Yahoo!, more than any other company, built the online display advertising market. While it was still considered a directory, Yahoo! started offering online display advertising and did quite well with it because, after all, it was the most trafficked website online for the longest time. Then, PPC advertising took off – primarily because Google was the first company to build a scalable model that addressed the needs of advertisers.
For the longest time, these two companies grew their respective advertising channels. Yahoo! focused on large corporations with big budgets who were used to advertising on television. Google focused on the small business and the entrepreneur who wanted to pay based on results.
Once PPC advertising caught on, smaller companies who were advertising with display ads online made the switch. PPC grew, online display advertising declined. Now, display ads are making a comeback.
And guess who’s leading the charge? That’s right, Google.
In fact, Google is now the leading online display advertising provider. Yahoo! is No. 2. And in a very close third is Facebook.
As AdAge points out, online display advertising revenues grew 23% in the first quarter of 2011, which means it grew faster than search. I think, very soon, we’re going to see a two horse race in the online display advertising channel with Facebook and Google competing head to head for the same customers. Yahoo! will fall to third and hold onto its share of the corporate advertiser – those companies who seem to be late in adopting the most innovative advertising models.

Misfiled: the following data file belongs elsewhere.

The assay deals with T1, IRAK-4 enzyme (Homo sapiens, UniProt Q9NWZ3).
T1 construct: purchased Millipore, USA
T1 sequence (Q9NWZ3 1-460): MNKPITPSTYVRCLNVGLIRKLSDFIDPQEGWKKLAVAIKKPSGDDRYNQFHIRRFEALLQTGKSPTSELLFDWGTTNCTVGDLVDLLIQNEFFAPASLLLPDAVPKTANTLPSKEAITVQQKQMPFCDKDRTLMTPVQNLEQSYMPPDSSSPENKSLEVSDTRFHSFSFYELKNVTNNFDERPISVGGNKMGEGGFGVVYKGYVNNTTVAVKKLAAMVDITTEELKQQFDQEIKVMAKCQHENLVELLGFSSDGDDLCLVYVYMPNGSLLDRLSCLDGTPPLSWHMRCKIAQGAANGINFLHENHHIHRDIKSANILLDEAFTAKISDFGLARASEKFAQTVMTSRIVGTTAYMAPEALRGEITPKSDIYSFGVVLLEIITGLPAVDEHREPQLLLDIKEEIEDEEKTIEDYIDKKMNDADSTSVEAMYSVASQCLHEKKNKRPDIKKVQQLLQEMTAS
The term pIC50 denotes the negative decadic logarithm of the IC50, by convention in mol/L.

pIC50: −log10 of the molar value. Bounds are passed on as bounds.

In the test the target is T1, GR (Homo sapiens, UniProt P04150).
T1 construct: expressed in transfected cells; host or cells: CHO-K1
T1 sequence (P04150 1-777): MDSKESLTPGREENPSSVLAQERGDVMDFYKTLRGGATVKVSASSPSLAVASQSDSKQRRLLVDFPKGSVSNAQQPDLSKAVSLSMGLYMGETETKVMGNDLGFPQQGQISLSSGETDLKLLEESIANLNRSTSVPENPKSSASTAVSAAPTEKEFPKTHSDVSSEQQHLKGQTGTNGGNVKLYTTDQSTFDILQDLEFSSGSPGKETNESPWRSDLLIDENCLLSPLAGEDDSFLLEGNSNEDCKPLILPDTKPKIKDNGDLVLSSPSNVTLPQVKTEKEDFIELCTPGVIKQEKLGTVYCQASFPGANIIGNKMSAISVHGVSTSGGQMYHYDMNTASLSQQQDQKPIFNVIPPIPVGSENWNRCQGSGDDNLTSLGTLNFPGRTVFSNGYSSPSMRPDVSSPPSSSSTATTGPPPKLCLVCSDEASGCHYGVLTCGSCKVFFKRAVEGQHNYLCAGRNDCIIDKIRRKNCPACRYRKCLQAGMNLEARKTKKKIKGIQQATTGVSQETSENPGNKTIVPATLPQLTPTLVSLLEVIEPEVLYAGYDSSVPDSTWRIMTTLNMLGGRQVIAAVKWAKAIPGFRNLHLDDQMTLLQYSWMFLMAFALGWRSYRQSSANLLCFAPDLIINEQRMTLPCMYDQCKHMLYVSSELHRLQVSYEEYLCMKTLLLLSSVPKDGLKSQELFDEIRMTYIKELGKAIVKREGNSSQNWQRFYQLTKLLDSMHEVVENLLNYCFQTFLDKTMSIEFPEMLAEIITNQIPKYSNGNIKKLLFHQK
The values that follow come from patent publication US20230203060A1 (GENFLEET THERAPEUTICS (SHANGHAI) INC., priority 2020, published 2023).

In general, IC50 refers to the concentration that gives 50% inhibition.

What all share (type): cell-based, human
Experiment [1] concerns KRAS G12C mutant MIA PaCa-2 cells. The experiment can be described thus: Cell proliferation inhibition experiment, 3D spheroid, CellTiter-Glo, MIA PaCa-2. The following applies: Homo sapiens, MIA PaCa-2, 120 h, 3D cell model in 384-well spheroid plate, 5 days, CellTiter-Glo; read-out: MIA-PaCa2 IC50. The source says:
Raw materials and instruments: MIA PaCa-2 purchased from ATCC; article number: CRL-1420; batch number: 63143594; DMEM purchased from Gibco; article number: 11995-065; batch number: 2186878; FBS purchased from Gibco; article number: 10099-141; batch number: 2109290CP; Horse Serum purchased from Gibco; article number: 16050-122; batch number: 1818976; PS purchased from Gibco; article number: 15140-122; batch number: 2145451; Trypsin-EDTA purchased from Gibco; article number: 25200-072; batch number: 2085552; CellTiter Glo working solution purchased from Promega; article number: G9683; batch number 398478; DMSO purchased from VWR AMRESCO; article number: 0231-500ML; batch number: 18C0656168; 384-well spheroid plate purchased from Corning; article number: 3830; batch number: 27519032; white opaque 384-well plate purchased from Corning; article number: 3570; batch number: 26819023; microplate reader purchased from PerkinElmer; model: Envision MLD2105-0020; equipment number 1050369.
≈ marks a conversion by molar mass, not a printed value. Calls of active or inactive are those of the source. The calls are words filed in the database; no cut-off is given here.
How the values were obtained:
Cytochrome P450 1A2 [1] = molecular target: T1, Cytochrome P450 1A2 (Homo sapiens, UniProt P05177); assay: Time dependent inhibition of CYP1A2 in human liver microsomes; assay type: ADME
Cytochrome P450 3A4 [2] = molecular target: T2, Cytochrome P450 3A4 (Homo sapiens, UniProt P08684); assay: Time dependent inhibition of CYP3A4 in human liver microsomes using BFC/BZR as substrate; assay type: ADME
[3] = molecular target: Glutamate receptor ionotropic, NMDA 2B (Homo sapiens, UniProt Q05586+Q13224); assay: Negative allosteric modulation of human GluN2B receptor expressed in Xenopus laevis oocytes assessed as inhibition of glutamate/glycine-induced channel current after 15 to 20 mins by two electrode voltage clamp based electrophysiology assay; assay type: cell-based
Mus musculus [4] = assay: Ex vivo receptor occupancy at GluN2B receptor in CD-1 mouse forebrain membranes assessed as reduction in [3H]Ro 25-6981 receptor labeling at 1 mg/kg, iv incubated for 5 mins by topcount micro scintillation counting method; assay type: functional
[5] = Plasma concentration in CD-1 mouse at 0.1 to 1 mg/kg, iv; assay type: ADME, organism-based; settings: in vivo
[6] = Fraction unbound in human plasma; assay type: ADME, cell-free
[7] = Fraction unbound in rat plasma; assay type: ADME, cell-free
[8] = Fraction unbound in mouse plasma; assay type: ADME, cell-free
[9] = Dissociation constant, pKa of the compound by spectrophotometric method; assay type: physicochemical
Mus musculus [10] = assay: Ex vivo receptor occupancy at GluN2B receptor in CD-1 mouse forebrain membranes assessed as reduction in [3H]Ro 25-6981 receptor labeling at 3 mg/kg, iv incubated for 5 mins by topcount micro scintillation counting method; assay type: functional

Who do you think will win this race? Will it be Facebook, the most trafficked online property today, or Google, with its lead in diverse channels and a proven scalable system?
One of the most useful website analytics tools is a heat map.
A heat map measures your traffic and its actions by showing you a colorful representation of that traffic. For instance, the hottest part of your website – the part where most of your traffic is navigating toward – will appear in red. Still hot parts of your website, but less hot than the red, will appear in yellow. It gets cooler from there.
Let’s say you decide to use a heat map and discover that you have a page on your website that shows the hottest part of the page to be on the top right, but a link that you really want your visitors to click on is on the top left side of that page. Based on the information you see on the heat map, you should move that link over to the top right side of your page so that you can increase the number of visitors who click on it. More than likely, after you move the link, you’ll see that click-throughs have gone up.
Heat maps are an essential tool of metrics that any website owner can use for improving website development. You simply watch your visitors, see what they do, then tweak your website to match their expectations. Pretty simple.
Facebook is one of the most powerful social media tools online. Of course, it’s also the most trafficked website online so it makes sense that any business would want to have a presence there. But what about local business? Can Facebook benefit businesses with a local presence that may not want to market themselves internationally? Absolutely. Here’s how.